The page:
Most parrots have successful relationships with their owners.  This is the untold story of the failures.  Jamie McLeod of Santa Barbara Bird Sanctuary explains, “People will say, ‘I want a bird that talks, that’s quiet, and that doesn’t bite.’  And that species has not yet been discovered.”  As a result, she says, “People typically keep parrots 2-4 years. The birds live 80 years.  Crunch those numbers out and there’s a lot of unwanted parrots out there.”

There are many reasons why a parrot-human relationship sours despite everyone’s best intentions.  The birds are highly social and demand lots of interaction and stimulation; in the wild they would never be alone.  Parrots take several years to become sexually mature and when they do they choose a mate.  In the absence of their own species they choose a member of the household, sometimes treating the rest of the family with aggression.  Changes in the human and pet family structure can trigger a parrot upset: the death of a loved one or addition of a new family member.  Some birds cope with stress by screaming, plucking and biting.

Unfortunately when a parrot needs a new home there aren’t enough shelters.  Some birds are emotionally scarred and go out for adoption over and over again.  The stories are sad but there are bright spots in the show to warm your heart:

  • There are dedicated parrot owners who love their birds and work to find what’s best for them.
  • The rescuers are real heroes.  Some have saved hundreds of parrots.
  • Some rescued parrots find a soul-mate of their own species at the shelter.
  • Because scarlet macaws are endangered in the wild, the ARA Project breeds rescued macaws in Costa Rica and releases their offspring to the forest.

I shed a few tears for the parrots, but partly for joy at the scarlet macaws flying free in Costa Rica.

Don’t miss Parrot Confidential on PBS NATURE, November 13 at 8:00pm EST.  In Pittsburgh watch it on WQED.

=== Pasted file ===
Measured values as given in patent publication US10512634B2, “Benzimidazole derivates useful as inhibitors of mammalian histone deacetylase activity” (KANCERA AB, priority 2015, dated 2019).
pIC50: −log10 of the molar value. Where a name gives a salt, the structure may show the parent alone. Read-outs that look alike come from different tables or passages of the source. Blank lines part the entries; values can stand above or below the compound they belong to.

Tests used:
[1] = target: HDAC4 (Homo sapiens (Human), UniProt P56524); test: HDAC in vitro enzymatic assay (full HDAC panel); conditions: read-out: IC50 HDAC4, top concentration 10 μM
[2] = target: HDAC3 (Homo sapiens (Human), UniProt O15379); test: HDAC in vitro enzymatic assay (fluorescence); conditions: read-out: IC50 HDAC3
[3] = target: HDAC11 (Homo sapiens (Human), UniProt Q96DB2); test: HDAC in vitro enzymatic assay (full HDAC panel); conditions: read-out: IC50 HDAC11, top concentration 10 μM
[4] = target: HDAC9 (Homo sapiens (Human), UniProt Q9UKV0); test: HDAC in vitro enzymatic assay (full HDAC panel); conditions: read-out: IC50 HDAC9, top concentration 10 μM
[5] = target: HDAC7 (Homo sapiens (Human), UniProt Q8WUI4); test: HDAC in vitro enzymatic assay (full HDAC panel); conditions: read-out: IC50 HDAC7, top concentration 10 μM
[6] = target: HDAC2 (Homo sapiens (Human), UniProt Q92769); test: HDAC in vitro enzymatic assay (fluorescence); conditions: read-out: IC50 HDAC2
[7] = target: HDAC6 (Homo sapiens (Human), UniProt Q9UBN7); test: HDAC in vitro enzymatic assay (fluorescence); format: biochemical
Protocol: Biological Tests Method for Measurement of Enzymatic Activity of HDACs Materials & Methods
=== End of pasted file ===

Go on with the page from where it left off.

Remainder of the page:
(photo of blue-and-gold macaw courtesy Joe Brunette/©2013 THIRTEEN Productions LLC)

p.s. See the comments for a discussion of parrot longevity.

Update on November 21:  Watch the entire show online at the Parrot Confidential website.

9 responses so far

Nov 02 2013

Messing With Our Clocks

Published by under Books & Events

Human biological clock (image from Wikimedia Commons)

Tonight we turn the clocks back and gain an hour of sleep.

The rest of nature will stay in the same time zone and on the same circadian rhythm it’s been using for a long time.  Our bodies will too.  They aren’t going to jog an hour just because we told them to.

This graphic from Wikimedia Commons looks complicated but it shows why this is going to happen.  Our bodies have a circadian rhythm that triggers on daylight.

Click on the image to see the original graphic — and larger print — showing our circadian rhythm at the equinox.  Since we have only 10.5 hours of daylight right now in Pittsburgh, the top of the graph is probably compressed.  Sunrise today is 7:51am (where the graphic says 6:00). Sunset today is 18:15 (where the graphic says 18:00).

But tomorrow morning we will be magically transported to the Rio de Janiero time zone.

Until my circadian rhythm adjusts I’m not going to be myself.


(image by Yassine Mrabet from Wikimedia Commons. Click on the image to see the original)

2 responses so far

Oct 31 2013

Ready For Halloween

Published by under Books & Events,Mammals

Badger (photo from Wikimedia Commons)

The American badger is ready for Halloween.  He always wears a mask.

This nocturnal member of the weasel family isn’t found in Pennsylvania but occurs from western Ohio to the California coast.  He makes a living by digging for small burrowing animals, especially mice, squirrels and prairie dogs so his favorite places are grasslands where the soil is easy to dig and his prey is abundant.  That’s a habitat rarely found in Pennsylvania.

American badgers are nature’s backhoes but they work at night and are usually alone.  This makes them hard to watch and census.  Even so, we can guess they’ve declined or are missing from areas where prairie dogs have been eradicated.

For a 24 minute window on the badger’s life, watch this 1970 video from Mutual of Omaha’s Wild Kingdom which filmed them during the day.  I must say it brought back memories to see Marlin Perkins again.



(photo from Wikimedia Commons; click on the image to see the original.  Video from Mutual of Omaha’s Wild Kingdom Season 8 Episode 108, Released 01/01/70)

3 responses so far

« Prev - Next »

Bird Stories from OnQ